Udaipor

Slightly bleary eyed after our interrupted sleep last night we caught our early morning bus to Udaipur. Upon arrival Tim had his usual fun with the rickshaw drivers which involves him asking how much, telling them they are kidding themselves, they come back with something like “but sir it is very far” or my favorite “the bridge is broken so have to detour”, he then shows them on his map that he knows it’s not very far, they say the map is incorrect, Tim then laughs at them and books an Uber. 

On the drive to the guesthouse we were pleasantly surprised by Udaipur and a little happy that our failed attempt yesterday to bypass this place had gone badly. The old town was really pretty and that is not a word you usually use for India. Yes there are beautiful temples and mind blowing buildings but the buildings in-between usually aren’t very pretty. Where as Udaipur had beautiful old buildings everywhere with arched windows and balconies all overlooking a man made lake. 

Our guest house was in one of these beautiful old buildings and our room had a view of the lake and the buildings on the other side. We headed out in search of some food and were surprised with the temperature. Still hot but under 40. We found a lovely restaurant right on the water with amazing views and a lovely cool breeze.

After lunch we went for a walk around the winding streets of Udaipur. It was definitely geared towards tourists with shops selling the usual trinkets, clothes and leather items. But the place had a very nice atmosphere and although the locals tried to get you in their shops it wasn’t pushy and with a no thank-you we were sent off on our way with a big Indian smile. Walking around we saw a handful of other westerners but again you could tell it was off season. The place almost felt deserted after Ahmenabad. It was a pleasure being able to walk around the streets not fearing you were going to get run over. The main reason for this was that the streets on our side of the river were tiny alleyways that could barely fit a car. On the other side of the river it was a little more hectic but still a lot quieter than what we have gotten used to. 

We went and visited the temple situated in the middle of the old town. Not as impressive as others we have seen but still nice with beautifully carved stone. It’s getting a bit like it did with churches in South America. We have seen so many they need to be very impressive to get our praise. It was here where we ran into a local trying to sell miniature painted artwork which we politely declined but proceeded to get a wealth of information from. One of those titbits was that parts of the James Bond film Octopussy was filmed here. That answered why all the guesthouses were advertising nightly screenings of the movie. We just chalked it down to the fact that India loves James Bond. Every day when you turn on your tv there is a James Bond film on. Usually followed by a Jackie Chan film. 

Further down the road we entered the City Palace which is situated on the river and is the focal point of the town. It was a beautiful sandstone colour and huge, apparently the biggest in Rajasthan. Unfortunately we couldn’t go into the museum as it was shutting for the day but took a pleasurable stroll around the grounds. In the background we had storm clouds rolling and thunder. We both looked at each other and decided that it was all just for show. The thunder and lighting were impressive and we got the occasional drop of rain.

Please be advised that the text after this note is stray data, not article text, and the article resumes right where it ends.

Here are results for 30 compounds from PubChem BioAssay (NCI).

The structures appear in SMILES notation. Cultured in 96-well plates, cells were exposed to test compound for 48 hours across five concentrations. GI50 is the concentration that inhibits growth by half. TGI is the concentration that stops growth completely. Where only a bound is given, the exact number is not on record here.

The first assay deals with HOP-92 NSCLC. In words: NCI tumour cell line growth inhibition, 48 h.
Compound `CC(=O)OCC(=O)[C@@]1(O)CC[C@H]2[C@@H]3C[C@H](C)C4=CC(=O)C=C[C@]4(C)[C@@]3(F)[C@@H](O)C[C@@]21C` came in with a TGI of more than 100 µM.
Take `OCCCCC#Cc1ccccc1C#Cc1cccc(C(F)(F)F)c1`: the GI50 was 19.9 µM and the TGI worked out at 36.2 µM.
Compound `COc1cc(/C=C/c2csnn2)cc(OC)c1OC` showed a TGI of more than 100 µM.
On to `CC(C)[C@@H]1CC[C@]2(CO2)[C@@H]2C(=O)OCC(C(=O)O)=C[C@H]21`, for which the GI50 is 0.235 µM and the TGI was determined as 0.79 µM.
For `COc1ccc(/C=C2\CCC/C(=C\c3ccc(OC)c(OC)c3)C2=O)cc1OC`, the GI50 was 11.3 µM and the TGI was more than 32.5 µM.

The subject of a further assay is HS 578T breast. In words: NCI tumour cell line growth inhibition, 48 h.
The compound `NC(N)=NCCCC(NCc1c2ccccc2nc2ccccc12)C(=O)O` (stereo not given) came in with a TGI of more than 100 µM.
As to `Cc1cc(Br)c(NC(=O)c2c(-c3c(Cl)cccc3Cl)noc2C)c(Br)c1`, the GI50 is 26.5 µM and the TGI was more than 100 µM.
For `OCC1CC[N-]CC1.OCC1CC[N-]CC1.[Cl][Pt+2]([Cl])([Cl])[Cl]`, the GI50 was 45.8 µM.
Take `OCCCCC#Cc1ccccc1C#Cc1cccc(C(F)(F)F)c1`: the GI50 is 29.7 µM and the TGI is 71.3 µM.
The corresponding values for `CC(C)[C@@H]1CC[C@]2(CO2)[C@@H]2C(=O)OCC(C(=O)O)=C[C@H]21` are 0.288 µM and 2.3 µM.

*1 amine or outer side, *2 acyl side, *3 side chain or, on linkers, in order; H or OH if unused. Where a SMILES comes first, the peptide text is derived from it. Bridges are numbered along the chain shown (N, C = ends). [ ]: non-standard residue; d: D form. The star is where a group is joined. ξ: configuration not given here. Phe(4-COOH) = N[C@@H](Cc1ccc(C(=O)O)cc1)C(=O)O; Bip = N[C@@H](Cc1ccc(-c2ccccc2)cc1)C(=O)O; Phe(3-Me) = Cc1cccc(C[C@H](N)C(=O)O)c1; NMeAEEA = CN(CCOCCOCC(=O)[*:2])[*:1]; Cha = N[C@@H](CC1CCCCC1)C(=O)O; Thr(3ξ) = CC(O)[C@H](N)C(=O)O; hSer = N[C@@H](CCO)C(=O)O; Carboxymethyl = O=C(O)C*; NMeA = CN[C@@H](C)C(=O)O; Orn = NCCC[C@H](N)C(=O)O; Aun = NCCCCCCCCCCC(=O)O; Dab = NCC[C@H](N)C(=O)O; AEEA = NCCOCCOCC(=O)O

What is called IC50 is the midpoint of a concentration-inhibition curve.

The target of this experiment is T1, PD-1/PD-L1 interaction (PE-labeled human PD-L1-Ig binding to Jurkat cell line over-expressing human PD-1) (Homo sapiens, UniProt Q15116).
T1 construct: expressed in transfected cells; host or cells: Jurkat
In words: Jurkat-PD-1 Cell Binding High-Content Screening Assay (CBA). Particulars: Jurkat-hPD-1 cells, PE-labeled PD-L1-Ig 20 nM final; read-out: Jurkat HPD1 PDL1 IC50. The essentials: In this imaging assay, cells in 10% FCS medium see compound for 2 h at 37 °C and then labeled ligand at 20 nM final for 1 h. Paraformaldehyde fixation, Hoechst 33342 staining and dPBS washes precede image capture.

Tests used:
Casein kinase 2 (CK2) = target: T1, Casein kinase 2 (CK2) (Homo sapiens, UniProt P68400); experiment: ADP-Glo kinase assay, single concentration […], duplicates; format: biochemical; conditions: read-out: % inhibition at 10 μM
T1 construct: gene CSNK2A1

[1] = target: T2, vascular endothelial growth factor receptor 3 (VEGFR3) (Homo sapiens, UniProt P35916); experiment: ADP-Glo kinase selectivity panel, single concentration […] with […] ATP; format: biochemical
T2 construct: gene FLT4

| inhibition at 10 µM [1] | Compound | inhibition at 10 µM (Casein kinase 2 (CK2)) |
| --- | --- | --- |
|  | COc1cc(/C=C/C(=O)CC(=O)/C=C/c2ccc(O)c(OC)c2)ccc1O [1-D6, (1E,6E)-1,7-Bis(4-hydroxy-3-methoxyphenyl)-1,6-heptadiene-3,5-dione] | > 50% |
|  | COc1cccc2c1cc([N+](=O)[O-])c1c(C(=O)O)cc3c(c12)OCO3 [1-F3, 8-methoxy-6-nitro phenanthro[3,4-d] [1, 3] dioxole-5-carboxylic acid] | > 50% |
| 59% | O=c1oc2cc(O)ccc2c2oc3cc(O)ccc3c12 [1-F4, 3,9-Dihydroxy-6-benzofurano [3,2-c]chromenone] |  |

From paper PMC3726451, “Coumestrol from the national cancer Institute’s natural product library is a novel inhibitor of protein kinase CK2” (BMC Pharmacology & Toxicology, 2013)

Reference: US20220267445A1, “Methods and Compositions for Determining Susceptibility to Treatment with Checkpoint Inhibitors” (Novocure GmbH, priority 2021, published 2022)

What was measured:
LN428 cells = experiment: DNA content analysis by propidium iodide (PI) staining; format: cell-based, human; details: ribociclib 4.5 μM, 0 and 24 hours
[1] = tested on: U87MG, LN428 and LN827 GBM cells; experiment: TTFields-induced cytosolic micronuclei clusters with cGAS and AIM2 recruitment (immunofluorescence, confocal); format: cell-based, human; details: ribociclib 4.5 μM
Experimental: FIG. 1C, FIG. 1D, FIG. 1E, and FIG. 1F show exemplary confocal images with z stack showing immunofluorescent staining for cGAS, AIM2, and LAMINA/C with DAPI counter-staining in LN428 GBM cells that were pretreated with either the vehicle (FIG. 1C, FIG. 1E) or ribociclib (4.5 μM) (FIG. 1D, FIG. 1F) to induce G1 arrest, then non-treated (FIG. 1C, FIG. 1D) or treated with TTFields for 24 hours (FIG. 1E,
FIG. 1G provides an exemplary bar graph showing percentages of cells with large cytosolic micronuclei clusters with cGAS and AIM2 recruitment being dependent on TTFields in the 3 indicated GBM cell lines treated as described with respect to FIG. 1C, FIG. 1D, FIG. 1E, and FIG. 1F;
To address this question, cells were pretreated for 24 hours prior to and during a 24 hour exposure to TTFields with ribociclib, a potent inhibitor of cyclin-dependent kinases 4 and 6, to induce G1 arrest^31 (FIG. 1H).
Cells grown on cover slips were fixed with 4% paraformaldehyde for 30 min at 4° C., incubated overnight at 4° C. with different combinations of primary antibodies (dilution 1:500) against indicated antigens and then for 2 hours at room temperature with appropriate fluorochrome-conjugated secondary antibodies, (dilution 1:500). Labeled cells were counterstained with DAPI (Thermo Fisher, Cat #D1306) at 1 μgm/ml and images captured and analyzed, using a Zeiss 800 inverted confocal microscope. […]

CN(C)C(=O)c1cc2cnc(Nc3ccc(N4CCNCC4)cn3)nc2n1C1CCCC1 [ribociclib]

Looking out onto the lake from the palace there are two islands in the middle, one with a hotel on it and the other looks like a palace but we couldn’t find out what it was. These were the shooting locations for Octopussy according to our man. There was a lovely spot to view both islands just south of the palace and also see the sunset. Unfortunately someone had decided it would also double as a rubbish tip and the stench was so bad we had to leave. 

We then headed home and luckily we did because within 5 minutes the heavens opened and we looked out on rain for the first time in what felt like forever. Udaipur has been a wonderful start to Rajasthan even if it wasn’t originally on our list. S 

Not too shabby a view from our lunch table.

View of the Palace from the footbridge.

I can’t resist a good sari photo. 3 lovely ladies crossing the footbridge.

Streets of Udaipor.

External Temple carvings.

Streets of Udaipor.


The Palace.

Guarding a no go zone. The Indians do uniforms so well.

The rooftops of Udaipor from the palace walls.

View from the Palace side to the side where we were staying. You can actually see our guesthouse which is the building with the red sign in the right hand top corner.

The hotel positioned in the middle of the lake.

More views of the lake.

The backstreets of Udaipor. 

A gateway leading from the waters edge into town. Locals would sit along the steps enjoying the cool breeze, wash clothes or swim/bathe in the water. It was looking a little too green and murky for me.


The entrance to a shrine along the waters edge.

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